It’s any business owner’s worst nightmare: the partner you have built your company with has broken a critical agreement you both set, and you must take action against them. Business partner relationships require the highest levels of trust. When money is part of the equation, trust is of the utmost importance. When that trust is broken, it can mean more than the end of a relationship. It can also mean the end of a source of income for more than just the parties involved. More than that, it can mean lawsuits.

So, what do you do when a partner breaches a contract? Here are some important steps to follow:

Document Everything You Can

When you’ve identified that a partner has breached a contract, the first thing to do is identify and document any evidence you can gather. You may have been told of the breach of contract, which could be the case if your partner shares that what they have done. In some cases, however, you may have evidence before discussing or confronting your partner. For this reason, you want to start by collecting documentation to confirm your suspicions. This could be in the form of receipts, emails, or legal documents. Protect yourself and gain a better understanding of what’s at stake by gathering appropriate documents in the process. This will be useful in the event that your case is taken to court or you need to seek legal counsel for assistance with certain steps of the process.

Determine the Liability for the Breach

Every business contract is unique. Therefore, there may be many ways for an individual to breach a contract in a business relationship. In order to determine the necessary legal route to pursue, you must first identify the nature of the breach. Some instances of partner dissolution may feel improper but are not necessarily breaches of contract. This would be the case if a partner decided to leave the company, for instance.

In other cases, however, a partner could breach the contract by mishandling company funds or assets, trading insider secrets, or making under-the-table deals, among many other scenarios. In these situations, you could have grounds to sue the breaching partner for liability.

Remove the Partner from the Company

In some cases, this may be easier said than done. Your ability to act depends on the nature of your partnership agreement and your ability to prove that your partner has breached the contract. In most cases, unless your partnership agreement discusses removing a partner outright, you will need to dissolve the partnership first.

This process may have a varying level of difficulty depending on the size of your organization. If you are a two-person operation, you can operate solely on your own and proceed. However, if you have a partnership of more than two people, you may need to create a new partnership without the breached partner. Of course, this must be done in good faith with the departing partner. In many cases, the removal of a partner from a company can become contentious, in which case it’s best to contact an attorney to avoid a potential suit.

Removing the partner from your company protects you from any further business damage while making clear that you and your partner are legally individual actors in the process to come.

Negotiate a Settlement with Your Partner if You Can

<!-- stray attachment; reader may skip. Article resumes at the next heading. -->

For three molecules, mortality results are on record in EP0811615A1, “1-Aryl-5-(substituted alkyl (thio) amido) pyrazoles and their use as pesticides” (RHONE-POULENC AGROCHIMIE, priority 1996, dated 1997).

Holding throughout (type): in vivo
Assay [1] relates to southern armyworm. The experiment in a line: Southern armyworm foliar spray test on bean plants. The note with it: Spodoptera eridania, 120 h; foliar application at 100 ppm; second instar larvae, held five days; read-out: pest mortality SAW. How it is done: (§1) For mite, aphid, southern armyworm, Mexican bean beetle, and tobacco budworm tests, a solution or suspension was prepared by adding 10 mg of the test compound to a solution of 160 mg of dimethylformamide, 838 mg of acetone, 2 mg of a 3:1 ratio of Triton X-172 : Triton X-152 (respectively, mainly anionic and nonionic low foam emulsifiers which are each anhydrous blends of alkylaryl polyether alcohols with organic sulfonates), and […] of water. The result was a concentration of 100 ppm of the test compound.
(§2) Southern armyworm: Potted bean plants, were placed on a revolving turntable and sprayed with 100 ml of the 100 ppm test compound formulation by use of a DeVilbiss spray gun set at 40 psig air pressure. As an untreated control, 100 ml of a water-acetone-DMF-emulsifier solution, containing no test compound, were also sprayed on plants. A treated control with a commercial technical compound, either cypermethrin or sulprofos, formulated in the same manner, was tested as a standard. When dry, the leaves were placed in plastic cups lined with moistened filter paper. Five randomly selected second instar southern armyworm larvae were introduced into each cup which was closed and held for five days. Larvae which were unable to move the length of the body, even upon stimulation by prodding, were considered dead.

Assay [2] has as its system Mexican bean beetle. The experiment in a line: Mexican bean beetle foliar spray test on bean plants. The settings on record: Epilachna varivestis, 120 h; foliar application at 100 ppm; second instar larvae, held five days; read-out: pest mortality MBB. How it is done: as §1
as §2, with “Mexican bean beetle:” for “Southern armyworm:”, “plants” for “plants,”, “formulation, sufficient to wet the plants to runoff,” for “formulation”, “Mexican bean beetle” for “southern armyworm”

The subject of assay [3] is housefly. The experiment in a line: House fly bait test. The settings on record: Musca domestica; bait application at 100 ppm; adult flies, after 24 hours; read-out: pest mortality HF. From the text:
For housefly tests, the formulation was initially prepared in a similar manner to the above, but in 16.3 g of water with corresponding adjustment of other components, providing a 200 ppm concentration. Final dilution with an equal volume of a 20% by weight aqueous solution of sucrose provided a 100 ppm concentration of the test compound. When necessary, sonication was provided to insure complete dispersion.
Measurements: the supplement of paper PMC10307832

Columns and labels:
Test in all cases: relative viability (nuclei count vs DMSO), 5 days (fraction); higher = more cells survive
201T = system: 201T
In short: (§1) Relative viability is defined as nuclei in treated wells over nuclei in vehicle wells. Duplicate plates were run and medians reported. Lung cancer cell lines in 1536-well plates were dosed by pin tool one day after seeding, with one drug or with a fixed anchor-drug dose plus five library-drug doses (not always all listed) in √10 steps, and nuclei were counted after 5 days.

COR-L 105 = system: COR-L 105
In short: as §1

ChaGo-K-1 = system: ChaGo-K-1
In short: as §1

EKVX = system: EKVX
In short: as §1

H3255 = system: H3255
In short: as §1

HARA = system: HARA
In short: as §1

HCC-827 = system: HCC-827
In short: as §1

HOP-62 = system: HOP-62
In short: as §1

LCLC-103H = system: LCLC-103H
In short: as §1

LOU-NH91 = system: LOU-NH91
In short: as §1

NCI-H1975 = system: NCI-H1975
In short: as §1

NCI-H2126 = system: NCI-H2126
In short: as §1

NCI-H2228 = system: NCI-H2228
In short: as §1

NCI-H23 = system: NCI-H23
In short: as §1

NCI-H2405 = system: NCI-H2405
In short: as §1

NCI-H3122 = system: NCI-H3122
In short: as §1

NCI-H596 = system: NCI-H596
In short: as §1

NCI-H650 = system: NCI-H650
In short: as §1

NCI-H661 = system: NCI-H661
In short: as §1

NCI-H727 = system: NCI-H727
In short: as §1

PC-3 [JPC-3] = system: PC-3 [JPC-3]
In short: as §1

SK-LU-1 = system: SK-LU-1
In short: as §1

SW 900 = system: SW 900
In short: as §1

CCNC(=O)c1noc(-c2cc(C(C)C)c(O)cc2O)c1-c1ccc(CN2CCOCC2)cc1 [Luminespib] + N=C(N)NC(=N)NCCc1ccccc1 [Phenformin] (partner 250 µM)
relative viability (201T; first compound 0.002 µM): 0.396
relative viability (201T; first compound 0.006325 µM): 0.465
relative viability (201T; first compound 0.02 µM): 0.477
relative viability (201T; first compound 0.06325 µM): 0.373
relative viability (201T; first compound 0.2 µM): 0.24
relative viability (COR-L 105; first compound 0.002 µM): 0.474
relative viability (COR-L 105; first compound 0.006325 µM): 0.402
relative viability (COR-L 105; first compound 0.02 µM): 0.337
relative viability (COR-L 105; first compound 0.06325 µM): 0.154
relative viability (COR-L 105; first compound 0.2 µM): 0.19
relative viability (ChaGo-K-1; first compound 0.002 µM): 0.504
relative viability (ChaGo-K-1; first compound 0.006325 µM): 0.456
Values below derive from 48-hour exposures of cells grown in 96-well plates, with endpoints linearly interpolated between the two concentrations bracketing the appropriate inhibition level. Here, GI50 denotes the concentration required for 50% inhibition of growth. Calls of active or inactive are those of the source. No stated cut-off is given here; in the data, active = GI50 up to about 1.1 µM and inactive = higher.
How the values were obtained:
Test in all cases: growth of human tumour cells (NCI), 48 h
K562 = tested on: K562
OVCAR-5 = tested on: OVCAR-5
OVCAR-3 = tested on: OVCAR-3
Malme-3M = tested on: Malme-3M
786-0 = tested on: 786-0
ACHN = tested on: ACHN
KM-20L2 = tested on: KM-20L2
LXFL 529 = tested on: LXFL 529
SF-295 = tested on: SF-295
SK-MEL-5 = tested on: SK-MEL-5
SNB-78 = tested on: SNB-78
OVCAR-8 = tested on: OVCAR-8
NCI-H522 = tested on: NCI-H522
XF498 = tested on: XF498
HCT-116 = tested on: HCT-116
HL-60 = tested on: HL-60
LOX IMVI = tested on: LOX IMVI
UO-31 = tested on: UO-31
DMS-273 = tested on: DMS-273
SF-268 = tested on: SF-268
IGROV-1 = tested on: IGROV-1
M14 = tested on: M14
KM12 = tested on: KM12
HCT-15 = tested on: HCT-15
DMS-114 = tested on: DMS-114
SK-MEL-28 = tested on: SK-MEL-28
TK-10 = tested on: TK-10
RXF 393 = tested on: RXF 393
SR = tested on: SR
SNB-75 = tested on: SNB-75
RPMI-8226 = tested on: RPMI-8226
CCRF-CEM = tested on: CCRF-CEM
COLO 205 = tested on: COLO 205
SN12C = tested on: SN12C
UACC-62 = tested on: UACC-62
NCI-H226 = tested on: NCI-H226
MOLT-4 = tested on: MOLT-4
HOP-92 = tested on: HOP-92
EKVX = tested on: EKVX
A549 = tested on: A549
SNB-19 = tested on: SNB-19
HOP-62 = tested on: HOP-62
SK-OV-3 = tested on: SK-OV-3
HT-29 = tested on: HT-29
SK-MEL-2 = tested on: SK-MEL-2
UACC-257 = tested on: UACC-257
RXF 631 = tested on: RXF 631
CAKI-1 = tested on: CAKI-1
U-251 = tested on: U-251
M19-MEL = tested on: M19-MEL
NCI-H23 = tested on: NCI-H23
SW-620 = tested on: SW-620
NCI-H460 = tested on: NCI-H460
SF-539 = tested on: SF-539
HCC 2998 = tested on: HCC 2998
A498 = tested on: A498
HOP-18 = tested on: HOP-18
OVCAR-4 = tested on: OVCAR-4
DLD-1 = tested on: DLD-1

In many situations, breaches of contract can lead to or even be caused by strong contention between business partners. There may be bad blood among the partners, which can lead to needing the court’s assistance in leveling settlements.

In some cases, however, partners are able to split amicably. In these cases, you can reach a settlement agreement. Settlements could be less costly, especially when handled out of court. It’s also possible that the parties involved could maintain business relationships in the future, depending on how everyone feels about the outcome. This could be a useful option to explore early in the game, where it makes sense.

Seek Liquidated Assets or Damages from the Partner

When you decide to sue the partner who has breached the contract, you can sue for breach of contract. Part of this includes seeking liquidated damages, a payout of a set amount of money from any partners harmed by the breaching partner. When working with an attorney, you can determine the number of damages you may reasonably be able to enforce to receive. In some cases, the court may award compensation. From there, if you were to win the case, it would be your responsibility to enforce the ruling and receive what you are owed. This can be a challenge at times, which is why it’s helpful to work with a professional.

Consider Revisiting Your Business Documents

When going through the process of removing a partner and fashioning a new business identity, it helps to get a handle on other business concerns as well. If you’ve formed a new partnership or are looking for a new partner, you may consider overhauling your contracts or other clauses to better protect your organization from future harm. An experienced business attorney can help with these matters.

What to Do Next?

Suing your partner who has breached a contract, and even winning that suit, are not the end of your journey. When the dust has settled after the dissolution of a partnership, there may still be issues to deal with. If your partner invested money in the company, owned stock, or had other bookkeeping items open at the time of the dissolution, you’ll need to attend to those items. If the disruption was sudden, you may experience an immediate fallout in the form of disorganization and concern from your team. Remember that concerns like this have many implications and to be mindful of this before, during, and after settlement.

If you’re dealing with a breach of contract situation and are in need of guidance, let Lubliner Law attorneys help. Our business attorneys are skilled in mediation and litigation and will help you navigate this difficult transition as smooth as possible.